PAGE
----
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PhD studentship: Exploring how design can support expression of everyday aesthetic preferences in dementia

This study explores whether design can provide visual ways to provoke and express personal preferences, to enable choice and control in the curation of personal space as dementia progresses.

Researcher: Marney Walker

Funded by: Research England

Supervisory team: Paul Chamberlain

I know what I like

Whilst dementia may affect the way our minds work, evidence suggests that we will always know what we like. Where biographical identity diminishes, but experiential identity and emotional memory is retained, we can continue to experience pleasure from our everyday preferences. What we wear, the domestic objects we use, the way our homes are decorated. 

Lovely mug, Ugly mug
Credit: Marney Walker

Supporting agency and identity

If verbal communication becomes challenging, assumptions can be made about our capabilities. With all the best intentions, others might begin to make everyday decisions on our behalf. For people living with dementia, negative expectations and attitudes can impact on both agency and a sense of identity. In the context of dementia care this is recognised as contributing to a more rapid deterioration.

Visual communication

To counter this, a strengths-based, enabling approach is advocated that focuses on abilities that are retained in dementia. Where cognition becomes impaired, a sensory sensibility is often retained.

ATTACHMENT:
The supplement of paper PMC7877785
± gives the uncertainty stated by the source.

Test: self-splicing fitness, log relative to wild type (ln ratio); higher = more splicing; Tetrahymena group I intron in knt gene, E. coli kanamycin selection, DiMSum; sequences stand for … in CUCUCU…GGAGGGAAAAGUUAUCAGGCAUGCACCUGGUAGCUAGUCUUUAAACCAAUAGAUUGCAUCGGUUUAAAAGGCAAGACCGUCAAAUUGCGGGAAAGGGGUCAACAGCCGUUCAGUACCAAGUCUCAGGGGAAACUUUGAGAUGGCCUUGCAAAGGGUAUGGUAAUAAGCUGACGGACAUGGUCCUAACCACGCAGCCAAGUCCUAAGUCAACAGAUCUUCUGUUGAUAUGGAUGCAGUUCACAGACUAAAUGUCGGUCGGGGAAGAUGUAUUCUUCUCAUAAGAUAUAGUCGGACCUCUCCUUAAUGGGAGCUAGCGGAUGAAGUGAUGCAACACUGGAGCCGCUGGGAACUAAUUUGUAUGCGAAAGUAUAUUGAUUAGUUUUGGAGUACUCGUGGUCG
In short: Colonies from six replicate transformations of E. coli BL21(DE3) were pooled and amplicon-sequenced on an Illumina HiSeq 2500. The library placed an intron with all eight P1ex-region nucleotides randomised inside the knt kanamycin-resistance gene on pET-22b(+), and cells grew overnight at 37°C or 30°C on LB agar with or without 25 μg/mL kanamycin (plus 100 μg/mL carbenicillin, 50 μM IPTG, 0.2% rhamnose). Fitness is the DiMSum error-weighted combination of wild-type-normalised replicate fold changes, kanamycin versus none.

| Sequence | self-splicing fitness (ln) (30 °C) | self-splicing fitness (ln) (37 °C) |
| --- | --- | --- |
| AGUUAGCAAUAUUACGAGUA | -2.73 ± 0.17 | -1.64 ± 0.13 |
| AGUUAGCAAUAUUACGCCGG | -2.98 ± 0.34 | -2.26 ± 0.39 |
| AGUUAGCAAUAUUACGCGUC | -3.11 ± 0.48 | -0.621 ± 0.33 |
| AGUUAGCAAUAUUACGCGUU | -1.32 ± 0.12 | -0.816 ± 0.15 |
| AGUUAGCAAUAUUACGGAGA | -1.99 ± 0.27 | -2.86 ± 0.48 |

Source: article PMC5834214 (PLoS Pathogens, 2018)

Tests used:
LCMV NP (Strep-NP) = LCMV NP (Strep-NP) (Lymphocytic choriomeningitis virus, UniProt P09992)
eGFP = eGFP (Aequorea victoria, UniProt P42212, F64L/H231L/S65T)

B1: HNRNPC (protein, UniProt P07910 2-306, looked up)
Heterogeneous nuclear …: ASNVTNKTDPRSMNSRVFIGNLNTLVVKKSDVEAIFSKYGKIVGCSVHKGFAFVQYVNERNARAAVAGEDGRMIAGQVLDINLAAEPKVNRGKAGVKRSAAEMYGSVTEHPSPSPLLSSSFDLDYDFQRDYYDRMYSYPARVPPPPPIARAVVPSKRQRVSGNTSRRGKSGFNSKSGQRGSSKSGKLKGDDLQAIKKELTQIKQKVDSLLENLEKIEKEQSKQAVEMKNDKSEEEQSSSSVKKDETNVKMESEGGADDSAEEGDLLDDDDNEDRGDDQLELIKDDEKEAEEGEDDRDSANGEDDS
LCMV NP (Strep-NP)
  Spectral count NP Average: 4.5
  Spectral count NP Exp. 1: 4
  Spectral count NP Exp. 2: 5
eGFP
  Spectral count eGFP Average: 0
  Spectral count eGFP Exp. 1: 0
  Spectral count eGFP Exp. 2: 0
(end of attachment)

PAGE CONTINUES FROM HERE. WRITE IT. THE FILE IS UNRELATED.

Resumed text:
Established principles in design for dementia place an emphasis on using visual cues to support both function and orientation. Visual access pays attention to the use of sightlines, lighting, and tonal contrast to make it easier to find and use key facilities. If this works then perhaps our personal likes and dislikes for the way things look, our personal aesthetic, might be an important way to experience and express a sense of self.

Related news: Marney Walker and Life Story Network’s My Home Matters toolkit poster

Shared Looking

A form of remote sensory ethnography has been developed through a series of one-to-one web conferencing interviews. Using familiar objects associated with everyday routines, like your favourite or least favourite mug, selecting from a set of colour cards, and sharing favourite spaces in participants’ homes, to provoke conversations about everyday aesthetic preferences. A selection of images and quotes from these encounters are compiled and offered in exchange.  A way to make every day implicit preferences more tangible and explicit.

Marney has worked with Design Futures Packaging to produce prototypes for participants.

Credit: Marney Walker

Related news: Marney Walker’s PhD report published in the Design Journal

About the researcher

Marney Walker is a doctoral candidate with a unique combination of experience and training in both design and healthcare. Using her experience as an occupational therapist in housing, health, and social care to specialise in advising on the design of inclusive and accessible housing to accommodate physical, sensory, and cognitive impairments and issues related to neurodiversity.  Central to her practice is an interest in the impact of the design and appearance of the environment on health and wellbeing.


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